Single Decision of the Firms: Choice of Optimal Combination of Factor of Production!

In this section we shall show the use of the production function in the choice of the optimal combination of factors by the firm.

In Part A we will examine two cases in which the firm is faced with a single decision, namely maximizing output for a given cost, and minimizing cost subject to a given output.

Both these decisions comprise cases of constrained profit maximization in a single period. In Part B we will consider the case of unconstrained profit maximization, by the expansion of output over time.

In all the above cases it is assumed that the firm can choose the optimal combination of factors, that it can employ any amount of any factor in order to maximize its profits. This assumption is valid if the firm is new, or if the firm is in the long-run. However, an existing firm may be coerced, due to pressure of demand, to expand its output in the short-run, when at least one factor, usually capital, is constant. We will examine this case separately.

In all cases we make the following assumptions:

1. The goal of the firm is profit maximization – that is, the maximization of the dif­ference Π = R — C where

Π = profits

R = revenue

C – cost

2. The price of output is given, Px.

3. The prices of factors are given

w is the given wage rate

r is the given price of capital services (rental price of machinery).

A. Single Decision of the Firm:

The problem facing the firm is that of a constrained profit maximization, which may take one of the following forms:

(a) Maximize profit Π, subject to a cost constraint. In this case total cost and prices are given (C, w, r, Px), and the problem may be stated as follows

max Π = R — C

Π = PxX – C

Clearly maximization of Π is achieved in this case if X is maximized, since C and Px are given constants by assumption.

(b) Maximize profit Π, for a given level of output. For example, a contractor wants to build a bridge (X is given) with the maximum profit. In this case we have

max Π = R — C

Π = PxX – C

Clearly maximization of Π is achieved in this case if cost C is minimized, given that X and Px are given constants by assumption.

The analysis will be carried out first by using diagrams and subsequently by applying calculus.

For a graphical presentation of the equilibrium of the firm (its profit-maximizing posi­tion) we will use the isoquant map (figure 3.32) and the iso-cost-line(s) (figure 3.33).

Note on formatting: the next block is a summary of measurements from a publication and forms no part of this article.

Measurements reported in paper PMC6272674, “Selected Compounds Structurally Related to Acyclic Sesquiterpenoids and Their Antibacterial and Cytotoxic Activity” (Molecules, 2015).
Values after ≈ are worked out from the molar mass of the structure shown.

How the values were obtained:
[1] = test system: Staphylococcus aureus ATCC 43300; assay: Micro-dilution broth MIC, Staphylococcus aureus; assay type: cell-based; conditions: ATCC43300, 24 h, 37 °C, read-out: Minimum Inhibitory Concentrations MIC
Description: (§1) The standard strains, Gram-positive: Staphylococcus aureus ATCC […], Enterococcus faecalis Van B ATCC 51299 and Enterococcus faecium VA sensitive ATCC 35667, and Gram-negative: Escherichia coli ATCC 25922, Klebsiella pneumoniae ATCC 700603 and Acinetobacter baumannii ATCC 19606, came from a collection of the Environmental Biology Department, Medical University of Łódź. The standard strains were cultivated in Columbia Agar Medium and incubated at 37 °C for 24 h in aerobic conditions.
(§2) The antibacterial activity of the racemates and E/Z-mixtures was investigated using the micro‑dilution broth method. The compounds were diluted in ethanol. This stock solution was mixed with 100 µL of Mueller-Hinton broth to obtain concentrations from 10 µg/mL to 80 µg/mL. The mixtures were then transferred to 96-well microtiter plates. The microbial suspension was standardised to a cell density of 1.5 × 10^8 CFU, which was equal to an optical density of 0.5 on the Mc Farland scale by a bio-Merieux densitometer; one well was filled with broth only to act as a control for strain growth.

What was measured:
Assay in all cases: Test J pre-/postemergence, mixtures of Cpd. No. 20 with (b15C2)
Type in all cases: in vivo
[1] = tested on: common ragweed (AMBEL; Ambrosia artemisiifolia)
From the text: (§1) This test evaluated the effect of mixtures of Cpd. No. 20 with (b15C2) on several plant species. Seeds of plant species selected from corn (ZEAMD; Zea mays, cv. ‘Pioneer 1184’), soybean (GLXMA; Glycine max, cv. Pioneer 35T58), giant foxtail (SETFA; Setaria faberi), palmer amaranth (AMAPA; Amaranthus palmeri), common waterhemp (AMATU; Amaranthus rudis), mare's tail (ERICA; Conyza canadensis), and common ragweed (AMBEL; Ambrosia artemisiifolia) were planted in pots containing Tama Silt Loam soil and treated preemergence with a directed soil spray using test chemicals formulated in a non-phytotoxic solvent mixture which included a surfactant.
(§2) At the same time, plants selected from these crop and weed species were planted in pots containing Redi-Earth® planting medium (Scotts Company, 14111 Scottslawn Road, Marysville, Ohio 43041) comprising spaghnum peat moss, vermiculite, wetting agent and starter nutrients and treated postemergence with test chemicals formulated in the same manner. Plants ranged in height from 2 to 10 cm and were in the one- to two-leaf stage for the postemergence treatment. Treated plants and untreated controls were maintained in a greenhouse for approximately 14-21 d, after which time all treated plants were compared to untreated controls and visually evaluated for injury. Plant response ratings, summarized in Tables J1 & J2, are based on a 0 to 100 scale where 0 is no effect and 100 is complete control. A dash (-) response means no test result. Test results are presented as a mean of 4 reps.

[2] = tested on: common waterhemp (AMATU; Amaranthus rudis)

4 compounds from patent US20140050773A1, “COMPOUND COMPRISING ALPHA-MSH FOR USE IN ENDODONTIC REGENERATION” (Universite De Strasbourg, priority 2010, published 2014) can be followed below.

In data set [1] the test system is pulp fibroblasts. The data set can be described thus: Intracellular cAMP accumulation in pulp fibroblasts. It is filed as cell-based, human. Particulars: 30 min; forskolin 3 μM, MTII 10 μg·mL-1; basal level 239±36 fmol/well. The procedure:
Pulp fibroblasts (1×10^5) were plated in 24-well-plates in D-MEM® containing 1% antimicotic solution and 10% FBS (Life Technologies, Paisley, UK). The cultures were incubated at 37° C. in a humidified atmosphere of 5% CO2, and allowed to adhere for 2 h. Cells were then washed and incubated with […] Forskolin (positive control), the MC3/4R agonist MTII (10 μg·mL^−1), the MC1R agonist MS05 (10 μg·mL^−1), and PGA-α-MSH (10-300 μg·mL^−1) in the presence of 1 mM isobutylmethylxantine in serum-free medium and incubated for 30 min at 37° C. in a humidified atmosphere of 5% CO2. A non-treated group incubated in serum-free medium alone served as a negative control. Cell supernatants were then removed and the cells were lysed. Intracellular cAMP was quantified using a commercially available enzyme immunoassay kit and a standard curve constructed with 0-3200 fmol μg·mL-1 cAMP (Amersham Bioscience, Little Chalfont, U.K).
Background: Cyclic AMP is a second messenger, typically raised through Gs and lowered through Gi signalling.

The slope of an isoquant is

where w = wage rate, and r = price of capital services.

The isocost line is the locus of all combinations of factors the firm can purchase with a given monetary cost outlay.

The slope of the isocost line is equal to the ratio of the prices of the factors of production

slope of isocost line = w/r

Assume that the total cost outlay the firm undertakes is C. If the entrepreneur spends all the amount C on capital equipment, the maximum amount he can buy from this factor is

0A = C / r

If all cost outlay is spent on labour the maximum amount of this factor that the firm can pur­chase is

0B = C/w

The slope of the isocost line is

0A/0B = C/r / C/ w = w/r

It can be shown that any point on the line AB satisfies the cost equation (C = r. K + w. L), so that, for given prices of the factors and for given expenditure on them, the isocost line shows the alternative combinations of K and L that can be purchased by the firm. The equation of the isocost line is found by solving the cost equation for K

K = C/r – w/ r L

By assigning various values to L we can find all the points of the isocost line.

Case 1: maximisation of output subject to a cost constraint (financial constraint):

We assume: (a) A given production function

X = ƒ(L, K, v, y)

and (b) given factor prices, w, r, for labour and capital respectively.

The firm is in equilibrium when it maximizes its output given its total cost outlay and the prices of the factors, w and r.

In figure 3.34 we see that the maximum level of output the firm can produce, given the cost constraint, is X2 defined by the tangency of the isocost line, and the highest iso- quant. The optimal combination of factors of production is K2 and L2, for prices w and r. Higher levels of output (to the right of e) are desirable but not attainable due to the cost constraint. Other points on AB or below it lie on a lower isoquant than X2.

Hence X2 is the maximum output possible under the above assumptions (of given cost outlay, given production function, and given factor prices). At the point of tangency (e) the slope of the isocost line (w/r) is equal to the slope of the isoquant (MPJMPK). This constitutes the first condition for equilibrium. The second condition is that the isoquants be convex to the origin.

In summary the conditions for equilibrium of the firm are:

(a) Slope of isoquant = Slope of isocost

(b) The isoquants must be convex to the origin. If the isoquant is concave the point of tangency of the isocost and the isoquant curves does not define an equilibrium position (figure 3.35).

Output X2 (depicted by the concave isoquant) can be produced with lower cost at e- which lies on a lower isocost curve than e. (With a concave isoquant we have a ‘corne solution.)

Formal derivation of the equilibrium conditions:

The equilibrium conditions may be obtained by applying calculus and solving a ‘constrain maximum’ problem which may be stated as follows. The rational entrepreneur seeks the ma misation of his output, given his total-cost outlay and the prices of factors.